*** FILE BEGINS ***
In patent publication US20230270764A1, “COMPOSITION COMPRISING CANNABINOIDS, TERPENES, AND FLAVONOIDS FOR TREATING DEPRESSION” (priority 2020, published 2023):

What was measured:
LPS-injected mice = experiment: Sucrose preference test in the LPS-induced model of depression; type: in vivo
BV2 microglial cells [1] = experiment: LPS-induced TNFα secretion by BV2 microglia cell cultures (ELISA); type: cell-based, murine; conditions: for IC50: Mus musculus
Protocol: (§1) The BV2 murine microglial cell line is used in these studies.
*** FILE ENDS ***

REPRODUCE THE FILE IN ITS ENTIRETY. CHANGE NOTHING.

In patent publication US20230270764A1, “COMPOSITION COMPRISING CANNABINOIDS, TERPENES, AND FLAVONOIDS FOR TREATING DEPRESSION” (priority 2020, published 2023):

What was measured:
LPS-injected mice = experiment: Sucrose preference test in the LPS-induced model of depression; type: in vivo
BV2 microglial cells [1] = experiment: LPS-induced TNFα secretion by BV2 microglia cell cultures (ELISA); type: cell-based, murine; conditions: for IC50: Mus musculus
Protocol: (§1) The BV2 murine microglial cell line is used in these studies.